Vayeishev: Prey

On Thursday when my stepfather was released from the hospital, my mother was handed information about hospice care. As soon as she told me this over the phone, I pictured my stepfather’s name being erased from the book of life.

Every year, from Rosh Hashanah to Yom Kippur, Jews pray that God will inscribe their names in the book of life. The ancient Jewish tradition says that anyone whose name is omitted from the list will die sometime during the year. Jews greet each other during those holy days by saying: Leshanah tovah tikateivu! (May you be inscribed for a good year!)

In another part of the Rosh Hashanah and Yom Kippur liturgy, we acknowledge that we do not know when or how a person will die. The liturgy asks “Who by fire and who by water? Who by sword and who by wild beast?” The list of possible ways to die continues, and then broadens into the recognition that we do not even know what will happen to those who live. “Who will rest and who will wander? Who will be undisturbed and who yitareif?

yitareif = will be like prey torn to pieces by wild animals

Who will die by cancer this year? Who will feel torn to pieces, like my mother?

If you are a subscriber to this blog and you notice that I miss a week or two, you will know I am helping my mother during the next stage of my stepfather’s exit from this world. On other weeks, I hope I will be able to carry on with my own life, including researching, writing, and posting this blog. But I do not know.

As for this week, the Torah portion is Vayeishev (And he settled), the first part of the story of Joseph. This year, I am struck by how quickly Jacob assumes that his favorite son, Joseph, is dead. In fact, his ten older brothers throw him into a pit far from home. They consider murdering him, but they sell him into slavery instead. Now that they have disposed of the brother they hate, what will they tell their father when they return home without him?

They took Joseph’s tunic and they slaughtered a he-goat kid, and they dipped the tunic in the blood. Then they sent the fancy tunic and had it brought it to their father. And they said: We found this. Recognize, please; is it the tunic of your son, or not? And he recognized it, and he said: The tunic of my son! An evil wild beast devoured him! Joseph is definitely toraf! (Genesis/Bereishit 37:31-33)

toraf = prey torn to pieces by a wild animal (a different form of the word yitareif above)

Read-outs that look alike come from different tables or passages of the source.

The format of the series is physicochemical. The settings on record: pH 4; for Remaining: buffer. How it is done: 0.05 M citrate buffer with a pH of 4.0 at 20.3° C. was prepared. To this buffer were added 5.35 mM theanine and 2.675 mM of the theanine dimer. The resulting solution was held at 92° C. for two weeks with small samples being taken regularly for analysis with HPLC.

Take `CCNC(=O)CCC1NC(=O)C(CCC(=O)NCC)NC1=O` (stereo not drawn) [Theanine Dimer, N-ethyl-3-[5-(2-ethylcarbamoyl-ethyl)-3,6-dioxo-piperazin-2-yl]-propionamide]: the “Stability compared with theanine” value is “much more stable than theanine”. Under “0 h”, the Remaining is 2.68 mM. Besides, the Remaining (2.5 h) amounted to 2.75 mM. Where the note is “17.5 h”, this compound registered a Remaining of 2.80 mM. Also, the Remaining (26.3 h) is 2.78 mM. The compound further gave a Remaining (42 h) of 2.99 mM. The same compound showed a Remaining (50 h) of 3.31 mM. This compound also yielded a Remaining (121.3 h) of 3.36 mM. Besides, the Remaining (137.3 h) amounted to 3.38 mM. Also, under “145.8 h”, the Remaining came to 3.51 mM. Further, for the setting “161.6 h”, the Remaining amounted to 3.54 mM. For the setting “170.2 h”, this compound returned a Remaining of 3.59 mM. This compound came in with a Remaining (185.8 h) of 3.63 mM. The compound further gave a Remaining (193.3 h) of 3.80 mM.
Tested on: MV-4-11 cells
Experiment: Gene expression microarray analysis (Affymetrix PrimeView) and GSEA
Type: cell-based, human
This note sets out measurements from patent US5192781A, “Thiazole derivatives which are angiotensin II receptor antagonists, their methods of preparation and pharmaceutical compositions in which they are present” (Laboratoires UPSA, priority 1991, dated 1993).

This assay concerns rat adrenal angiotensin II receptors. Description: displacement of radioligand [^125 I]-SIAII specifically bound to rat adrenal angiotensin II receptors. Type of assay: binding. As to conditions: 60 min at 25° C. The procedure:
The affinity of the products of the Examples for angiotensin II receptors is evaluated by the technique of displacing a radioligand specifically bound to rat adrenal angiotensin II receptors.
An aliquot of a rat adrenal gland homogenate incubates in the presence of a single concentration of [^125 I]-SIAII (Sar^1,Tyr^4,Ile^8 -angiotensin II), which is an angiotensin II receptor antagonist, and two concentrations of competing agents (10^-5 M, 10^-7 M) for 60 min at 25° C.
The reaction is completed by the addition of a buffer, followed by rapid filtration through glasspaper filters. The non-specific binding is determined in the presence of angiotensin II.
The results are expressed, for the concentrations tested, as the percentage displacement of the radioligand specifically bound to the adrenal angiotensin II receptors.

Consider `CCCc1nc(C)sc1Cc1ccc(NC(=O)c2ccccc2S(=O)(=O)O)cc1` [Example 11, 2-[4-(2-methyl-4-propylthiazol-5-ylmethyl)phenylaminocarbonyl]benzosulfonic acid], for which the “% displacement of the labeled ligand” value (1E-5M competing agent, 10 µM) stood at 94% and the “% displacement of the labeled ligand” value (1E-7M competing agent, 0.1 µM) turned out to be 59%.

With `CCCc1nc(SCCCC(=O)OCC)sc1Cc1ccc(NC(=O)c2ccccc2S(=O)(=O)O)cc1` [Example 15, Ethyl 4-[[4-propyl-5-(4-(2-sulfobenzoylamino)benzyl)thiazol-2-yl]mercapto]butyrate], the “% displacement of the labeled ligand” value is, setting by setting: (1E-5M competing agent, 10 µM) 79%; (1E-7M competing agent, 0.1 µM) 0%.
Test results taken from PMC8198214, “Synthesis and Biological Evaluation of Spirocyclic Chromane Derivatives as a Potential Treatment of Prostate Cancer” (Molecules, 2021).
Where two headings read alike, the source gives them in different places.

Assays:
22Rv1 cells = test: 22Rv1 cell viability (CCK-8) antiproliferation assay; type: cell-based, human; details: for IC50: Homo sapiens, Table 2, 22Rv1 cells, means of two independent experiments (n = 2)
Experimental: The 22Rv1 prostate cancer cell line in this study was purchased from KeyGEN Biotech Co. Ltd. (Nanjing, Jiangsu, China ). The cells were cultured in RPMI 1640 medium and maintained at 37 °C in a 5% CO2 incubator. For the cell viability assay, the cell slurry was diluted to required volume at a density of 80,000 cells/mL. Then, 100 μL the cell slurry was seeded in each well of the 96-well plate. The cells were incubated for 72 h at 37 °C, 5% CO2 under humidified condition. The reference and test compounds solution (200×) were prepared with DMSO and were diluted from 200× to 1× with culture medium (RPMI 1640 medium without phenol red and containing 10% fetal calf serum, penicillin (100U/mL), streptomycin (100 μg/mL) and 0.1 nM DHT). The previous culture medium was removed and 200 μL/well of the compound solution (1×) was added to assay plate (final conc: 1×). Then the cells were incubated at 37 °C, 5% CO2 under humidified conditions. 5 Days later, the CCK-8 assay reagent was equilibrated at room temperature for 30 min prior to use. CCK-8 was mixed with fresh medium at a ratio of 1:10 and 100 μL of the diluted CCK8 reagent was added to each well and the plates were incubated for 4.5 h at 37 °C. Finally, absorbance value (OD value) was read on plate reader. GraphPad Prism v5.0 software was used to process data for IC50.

And Jacob ripped his cloak and he put sak around his hips and he put himself into mourning over his son for many, many days. All his sons (and grandsons) and his daughters (and granddaughters) rose up to console him, but he refused to console himself. And he said: For I will do down to my son in mourning, sheolah. And his father wailed for him. (Genesis 37:34-35)

sak = sack-cloth; crude material made of goat hair

sheolah = to Sheol, to the underworld, to the grave; to ask it, to wish for it

Why does Jacob refuse to be consoled for Joseph’s death, and continue wailing and wearing sackcloth for such a long time? We do not expect him to forget the (supposed) death of his favorite son, but the Torah implies that his mourning is excessive. I think Jacob feels responsible for Joseph’s death, and his guilt prevents him from turning back toward life.

Jacob is clearly responsible for the initial jealousy of Joseph’s ten older brothers.

…[Jacob] made him a fancy tunic. And his brothers saw that their father loved him more than any of his brothers, so they hated him, and they were not able to speak to him in peace. (Genesis 37:3-4)

The brothers’ resentment increases when the 17-year-old Joseph tells them his two prophetic dreams, in which his brothers are symbolically bowing down to him. Jacob hears about the dreams, and he knows that his older sons cannot speak to Joseph in peace. Nevertheless, he sends Joseph far away from home to check up on how his brothers are pasturing the flocks, and report back.

Jacob must realize, on some level, that he is sending his favorite son into danger. Subconsciously he must be afraid that he has sent Joseph to his death. When he sees the bloody tunic, he asks no questions, but jumps to the conclusion that Joseph has been killed. When he says, “Joseph is definitely prey torn to pieces by a wild animal!” he might mean it literally. But he might also mean that Joseph is the prey of his brothers, who are like wild, murderous beasts. Jacob has not forgotten how his ten older sons once tricked the entire male population of the city of Shechem and then exterminated them.

Even Jacob’s use of the word Sheol is ambiguous. I do not know why Sheol, the word for the place where dead bodies go, has the same root as the verb “to ask” or “to wish for”. But here, both meanings of the word apply. Jacob is so overwhelmed by guilt, he wishes to die like his son Joseph. If Joseph is dead, Jacob can never make amends, never set things right.

Jacob’s inconsolable mourning demonstrates what happens when you carry a burden of guilt. It is easier, in the short run, to act without thinking about whether your action will hurt someone. It is easier, in the short run, to avoid making amends when you are guilty over a past mistake. But I know that in the long run, guilt catches up with you. And you never know when it will suddenly be too late to set things right.

I believe that if we think ahead, dedicate ourselves to doing no harm, and address our mistakes as soon as we realize them, then we will not suffer like Jacob. We will be able to accept the reality of death, and also rejoice in the reality of living.

But I know this belief of mine will be tested again. We are all tested. Every year, some people are left out of the book of life.

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